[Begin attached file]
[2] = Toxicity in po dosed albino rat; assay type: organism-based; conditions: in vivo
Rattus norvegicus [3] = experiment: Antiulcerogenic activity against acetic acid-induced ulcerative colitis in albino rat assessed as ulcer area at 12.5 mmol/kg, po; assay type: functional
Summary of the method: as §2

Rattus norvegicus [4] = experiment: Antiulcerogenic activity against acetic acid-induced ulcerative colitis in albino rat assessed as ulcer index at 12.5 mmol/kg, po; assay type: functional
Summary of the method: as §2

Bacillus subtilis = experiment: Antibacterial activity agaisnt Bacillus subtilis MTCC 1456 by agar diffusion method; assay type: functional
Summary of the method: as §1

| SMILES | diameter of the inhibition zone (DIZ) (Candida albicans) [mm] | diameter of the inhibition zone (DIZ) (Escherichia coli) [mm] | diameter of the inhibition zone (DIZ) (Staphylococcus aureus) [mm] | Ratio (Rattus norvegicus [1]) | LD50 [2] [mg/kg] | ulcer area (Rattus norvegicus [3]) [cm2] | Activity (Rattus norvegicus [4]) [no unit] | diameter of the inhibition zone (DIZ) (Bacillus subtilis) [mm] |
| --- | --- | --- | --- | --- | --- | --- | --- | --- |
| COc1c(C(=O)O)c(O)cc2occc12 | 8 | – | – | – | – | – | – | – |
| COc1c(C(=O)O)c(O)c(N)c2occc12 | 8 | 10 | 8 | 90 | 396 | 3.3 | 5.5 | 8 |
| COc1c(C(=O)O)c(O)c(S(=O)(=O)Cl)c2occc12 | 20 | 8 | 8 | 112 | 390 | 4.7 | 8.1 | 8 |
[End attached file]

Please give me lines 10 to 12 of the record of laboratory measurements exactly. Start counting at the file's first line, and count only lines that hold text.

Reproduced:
| COc1c(C(=O)O)c(O)cc2occc12 | 8 | – | – | – | – | – | – | – |
| COc1c(C(=O)O)c(O)c(N)c2occc12 | 8 | 10 | 8 | 90 | 396 | 3.3 | 5.5 | 8 |
| COc1c(C(=O)O)c(O)c(S(=O)(=O)Cl)c2occc12 | 20 | 8 | 8 | 112 | 390 | 4.7 | 8.1 | 8 |